- task 'processResources' input files
task ':classes'
  - org.gradle.api.internal.tasks.DefaultTaskDependency@287a7782
  - task 'classes' input files
  - compileJava
  - dirs
  - compileScala
  - processResources
task ':jar'
  - task 'jar' input files
task ':assemble'
  - task 'assemble' input files
  - org.gradle.api.internal.artifacts.DefaultPublishArtifactSet$ArtifactsTaskDependency@5bad9616
task ':compileTestJava'
    - task 'compileTestJava' input files
task ':compileTestScala'
  - task 'compileTestScala' input files
  - compileTestJava
task ':processTestResources'
  - task 'processTestResources' input files
task ':testClasses'
  - processTestResources
  - task 'testClasses' input files
  - compileTestScala
  - org.gradle.api.internal.tasks.DefaultTaskDependency@42c1fa08
  - compileTestJava
  - dirs
task ':compileIntegrationTestJava'
  - task 'compileIntegrationTestJava' input files
task ':compileIntegrationTestScala'
  - task 'compileIntegrationTestScala' input files
  - compileIntegrationTestJava
task ':processIntegrationTestResources'
  - task 'processIntegrationTestResources' input files
task ':integrationTestClasses'
  - processIntegrationTestResources
  - compileIntegrationTestJava
  - org.gradle.api.internal.tasks.DefaultTaskDependency@7c8aa0fe
  - compileIntegrationTestScala
  - dirs
  - task 'integrationTestClasses' input files
task ':composeUp'
  - task 'composeUp' input files
task ':integrationTest'
  - task ':composeUp'
  - task 'integrationTest' input files
task ':test'
  - task 'test' input files
task ':check'
  - task 'check' input files
  - task ':test'
  - task ':integrationTest'
task ':build'
  - task 'build' input files
  - check
  - assemble
  • This looks a little like a graph, but it's really just what each task depends on. It's a list of nodes with the parents of each node. So if your graph looks like A <- B <- (C and D), this will show you B-A, C-B, D-B. It still helps some! – Noumenon Dec 20 '19 at 1:36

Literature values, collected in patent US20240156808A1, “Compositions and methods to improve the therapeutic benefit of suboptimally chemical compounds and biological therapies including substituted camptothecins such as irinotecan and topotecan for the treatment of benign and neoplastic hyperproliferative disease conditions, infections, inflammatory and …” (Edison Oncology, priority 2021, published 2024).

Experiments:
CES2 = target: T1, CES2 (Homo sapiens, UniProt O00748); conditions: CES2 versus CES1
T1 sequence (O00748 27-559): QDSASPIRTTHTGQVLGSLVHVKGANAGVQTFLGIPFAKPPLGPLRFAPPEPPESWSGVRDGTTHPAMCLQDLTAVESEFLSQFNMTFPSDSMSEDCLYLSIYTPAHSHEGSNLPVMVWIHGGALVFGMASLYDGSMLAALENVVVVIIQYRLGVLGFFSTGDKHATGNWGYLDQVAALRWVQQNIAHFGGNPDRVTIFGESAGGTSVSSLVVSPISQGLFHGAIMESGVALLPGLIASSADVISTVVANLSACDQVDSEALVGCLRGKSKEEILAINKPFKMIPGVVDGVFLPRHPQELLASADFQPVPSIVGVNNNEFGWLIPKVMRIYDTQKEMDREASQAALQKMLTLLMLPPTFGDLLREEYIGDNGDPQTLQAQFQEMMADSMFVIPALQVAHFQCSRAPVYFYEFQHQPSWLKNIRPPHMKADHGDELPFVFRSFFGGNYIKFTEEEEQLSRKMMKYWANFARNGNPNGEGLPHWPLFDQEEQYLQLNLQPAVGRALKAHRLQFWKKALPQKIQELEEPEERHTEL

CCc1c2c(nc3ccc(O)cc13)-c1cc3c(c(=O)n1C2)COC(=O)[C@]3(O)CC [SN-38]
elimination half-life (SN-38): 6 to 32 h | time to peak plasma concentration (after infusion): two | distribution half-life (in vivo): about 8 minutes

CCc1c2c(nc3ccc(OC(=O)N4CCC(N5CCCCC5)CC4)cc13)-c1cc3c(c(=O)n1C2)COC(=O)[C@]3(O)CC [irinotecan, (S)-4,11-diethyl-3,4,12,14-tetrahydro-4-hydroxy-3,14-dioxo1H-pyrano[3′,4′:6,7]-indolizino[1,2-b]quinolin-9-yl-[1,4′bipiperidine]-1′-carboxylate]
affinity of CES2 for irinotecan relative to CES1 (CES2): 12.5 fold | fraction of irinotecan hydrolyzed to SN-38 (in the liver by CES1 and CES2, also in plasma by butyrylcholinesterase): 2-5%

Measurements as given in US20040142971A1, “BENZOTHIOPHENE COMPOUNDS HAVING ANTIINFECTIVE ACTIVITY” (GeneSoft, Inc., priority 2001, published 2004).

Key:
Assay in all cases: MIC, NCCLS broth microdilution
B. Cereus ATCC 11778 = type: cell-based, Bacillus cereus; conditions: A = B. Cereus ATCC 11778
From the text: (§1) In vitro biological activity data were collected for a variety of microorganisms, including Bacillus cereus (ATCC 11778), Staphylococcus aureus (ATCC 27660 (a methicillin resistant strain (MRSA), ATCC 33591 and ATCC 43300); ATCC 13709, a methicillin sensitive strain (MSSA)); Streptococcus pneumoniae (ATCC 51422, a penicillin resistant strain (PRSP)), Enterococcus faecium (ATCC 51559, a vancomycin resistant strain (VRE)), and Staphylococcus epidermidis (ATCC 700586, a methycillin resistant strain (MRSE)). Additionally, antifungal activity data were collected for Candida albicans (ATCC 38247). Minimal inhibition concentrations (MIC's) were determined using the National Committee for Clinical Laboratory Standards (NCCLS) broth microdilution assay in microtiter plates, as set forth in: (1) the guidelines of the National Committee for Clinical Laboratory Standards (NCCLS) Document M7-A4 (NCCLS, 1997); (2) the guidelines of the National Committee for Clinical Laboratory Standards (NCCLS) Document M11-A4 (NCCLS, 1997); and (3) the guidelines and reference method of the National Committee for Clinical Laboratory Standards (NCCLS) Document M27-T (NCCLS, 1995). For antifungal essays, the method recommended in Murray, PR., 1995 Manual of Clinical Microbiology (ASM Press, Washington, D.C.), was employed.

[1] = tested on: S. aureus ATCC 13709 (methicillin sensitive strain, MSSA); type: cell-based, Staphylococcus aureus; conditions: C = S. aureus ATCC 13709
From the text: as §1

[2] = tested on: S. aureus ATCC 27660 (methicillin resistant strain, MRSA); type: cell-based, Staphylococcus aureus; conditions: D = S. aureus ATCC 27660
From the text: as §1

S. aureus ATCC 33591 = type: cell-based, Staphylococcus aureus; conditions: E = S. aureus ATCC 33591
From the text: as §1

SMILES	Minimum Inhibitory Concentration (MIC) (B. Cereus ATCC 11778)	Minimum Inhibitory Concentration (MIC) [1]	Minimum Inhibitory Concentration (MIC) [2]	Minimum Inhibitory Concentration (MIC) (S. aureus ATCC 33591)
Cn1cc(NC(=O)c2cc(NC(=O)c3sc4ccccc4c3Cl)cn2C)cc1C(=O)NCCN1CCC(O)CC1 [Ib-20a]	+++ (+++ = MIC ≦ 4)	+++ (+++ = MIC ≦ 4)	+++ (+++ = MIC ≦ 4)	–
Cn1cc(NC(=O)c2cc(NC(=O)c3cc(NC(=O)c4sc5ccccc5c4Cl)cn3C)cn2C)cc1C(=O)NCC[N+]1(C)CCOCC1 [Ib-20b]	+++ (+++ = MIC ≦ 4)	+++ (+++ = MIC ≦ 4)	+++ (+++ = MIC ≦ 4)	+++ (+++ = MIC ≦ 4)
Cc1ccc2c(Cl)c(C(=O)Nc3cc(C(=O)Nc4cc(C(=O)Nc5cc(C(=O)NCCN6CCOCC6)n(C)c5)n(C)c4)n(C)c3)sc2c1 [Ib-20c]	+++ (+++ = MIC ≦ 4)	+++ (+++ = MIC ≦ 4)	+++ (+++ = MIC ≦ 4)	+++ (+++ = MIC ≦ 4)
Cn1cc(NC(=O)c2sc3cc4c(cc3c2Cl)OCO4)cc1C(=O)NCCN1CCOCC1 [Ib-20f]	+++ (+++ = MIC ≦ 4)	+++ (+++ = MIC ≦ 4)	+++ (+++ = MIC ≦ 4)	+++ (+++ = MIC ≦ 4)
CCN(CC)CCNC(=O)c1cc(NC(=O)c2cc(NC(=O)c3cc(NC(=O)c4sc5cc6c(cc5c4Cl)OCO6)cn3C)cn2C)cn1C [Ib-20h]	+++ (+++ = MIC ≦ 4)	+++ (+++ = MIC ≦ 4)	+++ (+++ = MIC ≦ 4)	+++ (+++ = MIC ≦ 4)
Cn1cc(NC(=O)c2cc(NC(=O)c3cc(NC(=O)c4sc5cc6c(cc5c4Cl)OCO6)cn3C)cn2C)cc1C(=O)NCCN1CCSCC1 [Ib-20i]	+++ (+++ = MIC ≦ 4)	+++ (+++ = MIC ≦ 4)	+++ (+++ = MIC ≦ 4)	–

• 1
    It should be a graph, but rendering a graph is non-trivial. The output of the above code just lists the immediate dependencies of a task. – cstroe Jul 10 '20 at 15:08

gradle task tree can be visualized by gradle tasks --all or try the following plugins:

Graphs Gradle and Talaiot: Look into this: https://proandroiddev.com/graphs-gradle-and-talaiot-b0c02c50d2b1 blog as it lists graphically viewing tasks and dependencies. This uses free open Graphviz tool Gephi (https://gephi.org/features/)

gradle-task-tree: https://github.com/dorongold/gradle-task-tree and

gradle-visteg: https://github.com/mmalohlava/gradle-visteg

  1. gradle-visteg plugin: The generated file can be post-processed via Graphviz dot utility.

  2. For example, png image is produced as follows:

    cd build/reports/; dot -Tpng ./visteg.dot -o ./visteg.dot.png

For more information, please visit Graphviz home page.

Whatever tasks are actually used to run a task (for ex: build) can be viewed in nice HTML page using --profile option

gradle --profile clean build

Once this is complete, go to build/reports/profile folder and browse the .html file. You'll see dependencies resolution and other info with time it took in a nice html page.

  • 15
    The report does not contain any information about the dependencies between tasks. It just lists sequentially all tasks that were executed during the build. – rwitzel Mar 29 '15 at 9:51

You can programmatically access the task graph to inspect it within the build script using Gradle.getTaskGraph()

  • 6
    gradle.getTaskGraph() does only show you the tasks that will be executed in your current gradle build AND this taskGraph is only available at execution phase. – Rene Groeschke Jun 20 '12 at 20:56

There's a new plugin for this: